Most people don’t think of a hospital cafeteria as an entertainment destination. But if you happen to walk through UW Medical Center’s Plaza Café on the right day, you might be surprised by what you hear. On one sunny afternoon last June, for instance, patients, visitors and staff were treated to the sounds of jazz fusion.

“The patients were hooked up to IVs and in wheelchairs, nodding their heads and tapping their feet,” says Karen Neuhard, UW Medical Center’s art program manager. “It’s not something you anticipate, being able to see a live music performance when you’re in a hospital.”

The concert is part of a program called Musicians at the Med, created by fourth-year medical student Christine Wang. She brought the kernel of the idea with her from UCLA, her alma mater, where the medical and music schools worked together to produce concerts. She was also inspired by her piano teacher.

“I started taking piano lessons with Joanna Hodges when I was 5, and she became a constant presence in my life,” says Wang. “From practicing up to five hours a day, to performing monthly piano pieces, to yearly recitals, and in competitions, she was always motivating me to be better, to strive for more. When Joanna passed away a few years ago, I lost someone very dear to me. But, at the same time, it reminded me how important music is in my life, and how much I wanted to bring it to others.”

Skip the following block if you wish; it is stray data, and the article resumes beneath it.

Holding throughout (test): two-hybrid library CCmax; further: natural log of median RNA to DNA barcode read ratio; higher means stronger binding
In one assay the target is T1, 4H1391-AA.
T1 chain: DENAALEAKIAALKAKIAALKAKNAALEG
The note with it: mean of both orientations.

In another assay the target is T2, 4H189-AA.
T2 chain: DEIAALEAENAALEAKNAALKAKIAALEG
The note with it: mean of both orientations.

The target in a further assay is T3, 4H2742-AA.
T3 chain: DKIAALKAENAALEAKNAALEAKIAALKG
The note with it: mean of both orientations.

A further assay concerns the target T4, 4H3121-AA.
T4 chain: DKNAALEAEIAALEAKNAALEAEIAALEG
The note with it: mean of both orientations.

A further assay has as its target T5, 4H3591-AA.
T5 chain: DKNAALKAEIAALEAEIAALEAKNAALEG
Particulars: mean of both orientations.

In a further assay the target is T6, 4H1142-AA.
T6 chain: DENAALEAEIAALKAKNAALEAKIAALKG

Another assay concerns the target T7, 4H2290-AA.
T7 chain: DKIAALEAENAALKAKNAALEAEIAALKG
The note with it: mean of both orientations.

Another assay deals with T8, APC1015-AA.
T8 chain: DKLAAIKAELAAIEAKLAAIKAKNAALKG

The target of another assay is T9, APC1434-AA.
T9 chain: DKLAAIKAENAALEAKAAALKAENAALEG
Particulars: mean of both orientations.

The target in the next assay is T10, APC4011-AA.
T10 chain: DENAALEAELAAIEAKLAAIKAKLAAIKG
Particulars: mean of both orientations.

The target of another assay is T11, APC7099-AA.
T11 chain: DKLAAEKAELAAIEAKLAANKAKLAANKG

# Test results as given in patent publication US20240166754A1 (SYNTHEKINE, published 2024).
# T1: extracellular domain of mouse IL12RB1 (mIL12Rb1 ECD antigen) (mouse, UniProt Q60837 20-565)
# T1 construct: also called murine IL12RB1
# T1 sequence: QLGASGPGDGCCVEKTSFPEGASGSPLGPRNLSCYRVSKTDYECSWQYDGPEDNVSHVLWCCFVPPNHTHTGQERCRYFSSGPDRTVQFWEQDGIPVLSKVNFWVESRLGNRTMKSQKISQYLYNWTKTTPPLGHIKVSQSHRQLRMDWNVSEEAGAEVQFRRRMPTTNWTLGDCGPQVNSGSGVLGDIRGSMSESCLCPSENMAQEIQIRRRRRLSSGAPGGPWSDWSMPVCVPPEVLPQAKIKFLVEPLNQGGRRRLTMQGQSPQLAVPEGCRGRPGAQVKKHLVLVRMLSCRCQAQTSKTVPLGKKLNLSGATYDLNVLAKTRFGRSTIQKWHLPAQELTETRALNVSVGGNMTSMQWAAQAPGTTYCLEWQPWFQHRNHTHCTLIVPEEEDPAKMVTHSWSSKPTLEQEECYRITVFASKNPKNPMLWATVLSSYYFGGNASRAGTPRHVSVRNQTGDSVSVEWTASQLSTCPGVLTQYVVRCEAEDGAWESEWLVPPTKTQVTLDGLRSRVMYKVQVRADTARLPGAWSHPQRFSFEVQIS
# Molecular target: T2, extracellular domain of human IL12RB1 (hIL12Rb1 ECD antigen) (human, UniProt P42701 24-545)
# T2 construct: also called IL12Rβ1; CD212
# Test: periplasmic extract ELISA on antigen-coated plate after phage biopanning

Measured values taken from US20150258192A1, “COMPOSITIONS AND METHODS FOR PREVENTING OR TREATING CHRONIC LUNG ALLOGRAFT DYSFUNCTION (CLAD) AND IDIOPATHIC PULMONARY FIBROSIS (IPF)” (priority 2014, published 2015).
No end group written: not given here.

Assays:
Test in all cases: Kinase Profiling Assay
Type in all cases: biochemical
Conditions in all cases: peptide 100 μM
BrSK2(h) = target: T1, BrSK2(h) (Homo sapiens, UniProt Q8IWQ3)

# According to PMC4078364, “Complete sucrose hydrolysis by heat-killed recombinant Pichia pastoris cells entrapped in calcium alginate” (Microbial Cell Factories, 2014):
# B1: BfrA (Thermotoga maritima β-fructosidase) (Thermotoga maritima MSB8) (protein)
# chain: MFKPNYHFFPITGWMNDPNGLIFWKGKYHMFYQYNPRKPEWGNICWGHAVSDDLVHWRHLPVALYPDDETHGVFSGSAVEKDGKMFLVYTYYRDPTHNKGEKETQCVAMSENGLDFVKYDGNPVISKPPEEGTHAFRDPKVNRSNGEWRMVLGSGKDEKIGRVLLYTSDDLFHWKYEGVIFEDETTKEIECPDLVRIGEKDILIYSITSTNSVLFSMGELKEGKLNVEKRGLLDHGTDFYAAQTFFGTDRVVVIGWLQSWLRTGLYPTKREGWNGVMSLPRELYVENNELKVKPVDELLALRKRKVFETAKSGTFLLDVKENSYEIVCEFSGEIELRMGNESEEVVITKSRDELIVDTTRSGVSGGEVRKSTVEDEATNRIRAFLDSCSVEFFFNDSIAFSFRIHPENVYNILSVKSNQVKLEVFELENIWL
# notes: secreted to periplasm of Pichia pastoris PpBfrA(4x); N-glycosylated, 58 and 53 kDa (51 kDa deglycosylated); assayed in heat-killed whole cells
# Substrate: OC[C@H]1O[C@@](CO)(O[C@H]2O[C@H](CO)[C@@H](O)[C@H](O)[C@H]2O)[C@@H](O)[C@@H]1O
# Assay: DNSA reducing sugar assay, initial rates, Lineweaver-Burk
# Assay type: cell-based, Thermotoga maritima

After sounding out faculty at the UW School of Music, Wang began recruiting student musicians. One had a grand vision for a 30-person orchestra; another, who directed a chamber group, was interested in bringing a small ensemble. Both visions were realized, with the chamber group playing the program’s first café concert and a 30-person orchestra performing at the Magnuson Health Sciences Center in May 2017.

Now in its second year, Musicians at the Med is hitting its stride, with approximately one free afternoon concert per quarter (with maybe more to come). Wang uses her musical connections to secure performers, while Neuhard spreads the word and handles the day-of details. Students choose what they want to play, and they receive community service credit for performing.

Musicians at the Med is just one of several programs at UWMC that provide patients with emotional support and a creative outlet. “We also offer music and art therapy at the bedside, which can play a very powerful role in the healing process,” says Neuhard. “We’re trying to give people a constructive, positive way to process what’s happening while they’re here in the hospital.”

Although she still practices, Wang hasn’t had time to perform at Musicians at the Med. But she’s building up her repertoire: Chopin, Rachmaninov, Schubert. And something a bit more modern. “I absolutely love the Romantic period,” she says. “And Maroon 5 is always one of my go-tos.”

Wang plans to pursue a plastic surgery residency after graduation, but she’s working hard to make sure the program continues bringing music to patients in the future.

“As a medical student, I work long days, and I know that it’s difficult when patients are scared and they can’t leave the hospital,” she says. “Music is a way to connect people, give joy and provide a glimpse of hope.”

Accelerate Care

Through the UWMC Arts and Healing Fund.

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